Image provided by: University of Nebraska-Lincoln Libraries, Lincoln, NE
About The daily Nebraskan. ([Lincoln, Neb.) 1901-current | View Entire Issue (July 29, 1975)
Slinky, silver-gowns, white tie and palm trees are
artifacts of the art deco 1930's, a era currently riding
the nostalgia wave;
But there was more to the era than that. ,
"I don't believe in camping up Coward," said
William Glover, guest director for the Nebraska
Repertory Theatre production "Private Lives."
Glover; a professional actor turned director from
Los Angeles, said Noel Coward's play has a message
under all the trappings. .
Ticking human beings
"Too many people think just comedy and use a lot
of arm-waving, cigarette holders, beauty spots-that
kind of tiling. Coward had insight into people, the
fact that they are ticking human beings with huge
hearts," he said.
Although he has not directed "Private Lives"
before, Glover starred in the 1969 Broadway revival
with Tammy Grimes and Brian Bedford. He said it
was "quite successful," noting that Tammy Grimes
received a Tony award for the play.
Glover, just out of a Sunday morning rehearsal,
said he was excited about the show.
"If the characters don't gel, the play doesn't work.
The chemistry between Conoie and Roger has got the
right quality," he said referring to lead players in the
small cast. . .
Newly wed couple
"Private Lives" is the story of a newlywed couple
who encounter their previous spouses honeymooning
at the same resort.
In the Repertory production, Roger Johnson plays
Elliot, the part originally played by. Noel Coward,
Connie McCord is Amanda, the character that
Coward's wife, the American actress Gertrude
The second couple in the play, Victor and Sybil, is
portrayed by Mitch Tebo and Missy Critchfield,
Louise the French maid is played by Susan Baer.
The Repertory cast is a talented group, Glover
said, and he encourages them to find their own ways
to play the parts. " - '
"I always think of the director as a piece of litmus
paper. The actors bring things and I edit what works
and what doesn't," he said.
"Too many directors are involved in theatrical
overkill-deadly theatre- I hate director-oriented
plays where the actors are used as puppets.I hate it
like poison and I'm on a crusade to stop it," he said.
"The actor has to take hold more," he continued.
"Theatre is an art form and the artists should take it
Glover has directed plays at regional theatres
around the country, doing everything from "Romeo
and Julliet" to modern Tom Stoppard plays.
Comedy and farce
"I seem to be more successful with comedy and
farce," he said. .
Glover will be returning briefly to Los Angeles
once the Howell r'ay nas started, and then he will
spend nine months directing a professional actors
training school in Ohio.
"Private Lives" will be performed on Aug. 8, 9,
12, 13, 15, 19, 21, 23, 26, 27, and 30 and Sept. 1.
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Nebraska Repertory Thestro 75 .
V co HOWELL THEATRE
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Architecture school searches
for greater space solution
By Lynn Roberts
UN-L's College of
Architecture, which Is housed
in the oldest building on
campus, does not want to leave
that building, even though
additional space is needed, said
the school's dean.
"We have significant needs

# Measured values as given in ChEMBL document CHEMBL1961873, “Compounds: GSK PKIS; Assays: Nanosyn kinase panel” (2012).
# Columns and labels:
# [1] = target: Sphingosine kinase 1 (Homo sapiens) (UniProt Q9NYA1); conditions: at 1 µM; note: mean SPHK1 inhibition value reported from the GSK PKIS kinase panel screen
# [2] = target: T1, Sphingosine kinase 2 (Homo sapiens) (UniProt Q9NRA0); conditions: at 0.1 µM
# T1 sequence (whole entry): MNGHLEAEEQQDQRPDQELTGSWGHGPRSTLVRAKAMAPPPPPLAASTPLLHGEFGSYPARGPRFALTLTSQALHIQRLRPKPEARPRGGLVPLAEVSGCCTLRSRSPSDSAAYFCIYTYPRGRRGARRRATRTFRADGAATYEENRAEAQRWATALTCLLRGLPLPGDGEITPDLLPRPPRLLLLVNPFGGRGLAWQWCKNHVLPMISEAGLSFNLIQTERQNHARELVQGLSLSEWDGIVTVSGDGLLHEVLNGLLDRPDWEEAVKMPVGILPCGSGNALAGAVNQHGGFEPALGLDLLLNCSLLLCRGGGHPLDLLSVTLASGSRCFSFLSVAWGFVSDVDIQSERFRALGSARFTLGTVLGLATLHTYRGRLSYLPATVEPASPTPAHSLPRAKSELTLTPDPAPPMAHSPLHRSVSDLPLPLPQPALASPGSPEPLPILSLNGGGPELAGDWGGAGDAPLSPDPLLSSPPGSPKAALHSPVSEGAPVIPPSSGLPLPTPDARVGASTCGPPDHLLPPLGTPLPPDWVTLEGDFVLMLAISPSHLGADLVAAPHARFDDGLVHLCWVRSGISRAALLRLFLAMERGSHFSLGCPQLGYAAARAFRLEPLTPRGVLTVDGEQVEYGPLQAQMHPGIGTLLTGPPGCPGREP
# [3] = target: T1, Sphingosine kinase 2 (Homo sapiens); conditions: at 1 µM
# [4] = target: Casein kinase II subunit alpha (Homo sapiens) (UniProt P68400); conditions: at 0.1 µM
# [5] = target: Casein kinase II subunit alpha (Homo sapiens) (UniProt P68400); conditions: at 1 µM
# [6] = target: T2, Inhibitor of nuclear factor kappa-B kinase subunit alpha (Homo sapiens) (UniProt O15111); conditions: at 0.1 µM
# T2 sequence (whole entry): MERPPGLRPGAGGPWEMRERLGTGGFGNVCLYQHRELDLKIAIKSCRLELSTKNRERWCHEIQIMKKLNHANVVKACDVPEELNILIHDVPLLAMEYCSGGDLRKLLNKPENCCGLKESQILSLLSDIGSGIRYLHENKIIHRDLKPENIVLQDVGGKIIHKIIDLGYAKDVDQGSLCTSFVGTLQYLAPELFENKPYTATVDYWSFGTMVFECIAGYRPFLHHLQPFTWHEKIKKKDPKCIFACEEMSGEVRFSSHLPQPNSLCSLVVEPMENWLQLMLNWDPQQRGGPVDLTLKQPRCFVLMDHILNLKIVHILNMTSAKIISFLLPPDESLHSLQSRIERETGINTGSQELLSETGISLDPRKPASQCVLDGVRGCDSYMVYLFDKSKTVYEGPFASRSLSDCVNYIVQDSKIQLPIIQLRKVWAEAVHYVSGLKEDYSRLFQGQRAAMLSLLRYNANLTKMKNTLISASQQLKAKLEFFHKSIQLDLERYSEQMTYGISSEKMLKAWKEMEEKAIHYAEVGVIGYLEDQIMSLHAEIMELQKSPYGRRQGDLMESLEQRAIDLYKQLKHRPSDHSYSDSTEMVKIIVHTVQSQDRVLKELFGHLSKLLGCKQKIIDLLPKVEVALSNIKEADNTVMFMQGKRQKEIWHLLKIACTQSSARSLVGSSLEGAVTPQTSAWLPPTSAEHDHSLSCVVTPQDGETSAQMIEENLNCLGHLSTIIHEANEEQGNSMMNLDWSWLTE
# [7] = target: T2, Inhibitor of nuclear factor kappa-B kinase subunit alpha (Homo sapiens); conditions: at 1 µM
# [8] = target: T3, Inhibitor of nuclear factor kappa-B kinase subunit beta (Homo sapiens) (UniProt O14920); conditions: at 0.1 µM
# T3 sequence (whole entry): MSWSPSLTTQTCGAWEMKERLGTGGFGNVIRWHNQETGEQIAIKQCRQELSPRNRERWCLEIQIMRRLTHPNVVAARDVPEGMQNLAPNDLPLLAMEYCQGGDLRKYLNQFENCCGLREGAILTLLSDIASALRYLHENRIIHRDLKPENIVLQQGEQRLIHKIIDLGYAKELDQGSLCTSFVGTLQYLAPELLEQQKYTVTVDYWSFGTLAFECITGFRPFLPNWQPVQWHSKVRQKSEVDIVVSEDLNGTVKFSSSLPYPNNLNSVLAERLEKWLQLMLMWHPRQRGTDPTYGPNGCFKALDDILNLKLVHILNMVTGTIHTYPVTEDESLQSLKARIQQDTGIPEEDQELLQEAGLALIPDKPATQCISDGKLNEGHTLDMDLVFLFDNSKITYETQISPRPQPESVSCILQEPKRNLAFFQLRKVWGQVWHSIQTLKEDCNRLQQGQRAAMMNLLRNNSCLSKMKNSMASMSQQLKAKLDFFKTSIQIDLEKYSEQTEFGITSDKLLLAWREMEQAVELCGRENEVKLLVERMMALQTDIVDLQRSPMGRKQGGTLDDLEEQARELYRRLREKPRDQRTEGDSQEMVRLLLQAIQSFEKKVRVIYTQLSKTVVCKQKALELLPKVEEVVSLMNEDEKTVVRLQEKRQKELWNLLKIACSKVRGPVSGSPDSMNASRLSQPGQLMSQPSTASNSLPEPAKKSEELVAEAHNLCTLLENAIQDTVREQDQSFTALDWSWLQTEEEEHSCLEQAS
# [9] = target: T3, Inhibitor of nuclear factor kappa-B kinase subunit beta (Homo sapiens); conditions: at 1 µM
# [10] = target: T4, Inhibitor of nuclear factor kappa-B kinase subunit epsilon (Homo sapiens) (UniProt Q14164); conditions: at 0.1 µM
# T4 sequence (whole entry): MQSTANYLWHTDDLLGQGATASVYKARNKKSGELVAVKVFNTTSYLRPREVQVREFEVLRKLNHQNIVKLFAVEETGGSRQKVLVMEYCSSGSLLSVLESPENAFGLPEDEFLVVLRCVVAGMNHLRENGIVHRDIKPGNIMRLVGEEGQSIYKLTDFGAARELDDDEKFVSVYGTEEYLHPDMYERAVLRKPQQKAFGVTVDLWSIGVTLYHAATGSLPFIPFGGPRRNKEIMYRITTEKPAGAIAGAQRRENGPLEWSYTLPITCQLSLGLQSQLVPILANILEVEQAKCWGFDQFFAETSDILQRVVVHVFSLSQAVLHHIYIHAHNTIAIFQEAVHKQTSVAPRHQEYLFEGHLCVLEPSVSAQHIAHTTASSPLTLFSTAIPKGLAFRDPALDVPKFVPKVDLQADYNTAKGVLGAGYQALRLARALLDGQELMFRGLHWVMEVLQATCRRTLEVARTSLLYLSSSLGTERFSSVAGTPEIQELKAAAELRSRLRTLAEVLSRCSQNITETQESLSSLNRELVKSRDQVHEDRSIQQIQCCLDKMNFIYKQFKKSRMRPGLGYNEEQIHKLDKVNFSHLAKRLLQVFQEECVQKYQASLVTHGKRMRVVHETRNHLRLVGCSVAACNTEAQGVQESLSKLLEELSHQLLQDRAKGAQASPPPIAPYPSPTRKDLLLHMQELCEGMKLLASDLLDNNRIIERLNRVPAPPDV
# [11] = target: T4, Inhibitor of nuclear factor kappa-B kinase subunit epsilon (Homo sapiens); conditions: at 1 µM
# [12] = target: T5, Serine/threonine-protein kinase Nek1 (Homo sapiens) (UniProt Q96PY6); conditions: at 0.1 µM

for space that this building
can't provide, but we're not
anxious to leave it," said W.
"We're concerned with
putting existing buildings to
their best use and we think we
can do the best job of
preserving this building," he
i $25,GOO requested
Money has been requested
to do a detailed study to
determine what approach
should be used to provide
additional room for the
college, Steward said.
Ray Coffey, assistant UN-L
business manager, said about
$25,000 has been requested for
the study, but no action has
been taken on the request.
Included in the study will
be the possibility of building a
new school, along with the use
of the old law college building
which has been assigned to the
College of Architecture for
temporary use, Steward said.
"I think it would be a
mistake to request a new
building without evaluating
what other options we have,"
Steward added he thinks a
move to east campus as was
done with law and dentistry
would hurt the program.
Law and dentistry are more
architecture, which needs
access to city campus, he said.
Steward said there are
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problems in making use of the
old law college building.
"It's hard to take a building
that was designed for one thing
and use it for another, but as
long as we know . it is
temporary we can make it
work," he said.
An inadequate fire escape,
leaking., roof and need .for
repainting and other
maintenance add to problems
in using the building, Steward
One good quality is ihat the
old law college is air
conditioned and the school of
architecture is not, he said.
Plans are being made to use the
third floor of the law college
for graduate design and
The air conditioning will
make work in the studios much
more comfortable, especially in
the summer, Steward added.
In addition to an increased
enrollment, in architecture, an
increasing of the size of the
library is adding to space
"Within one "year the size of
our library is going to double,"
Steward said. ,
He . added that although
enrollment has been steadily
Increasing for v the past five
years, large increases are not
expected in the next 10 years.
i 1 iw
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cur, spccU paperbacks
at 29, 49. 79. 99V
$1.09, and $1.99.
Open 8-5, J&wtdsy -Saturday s '
tuesday, july 23, 1975
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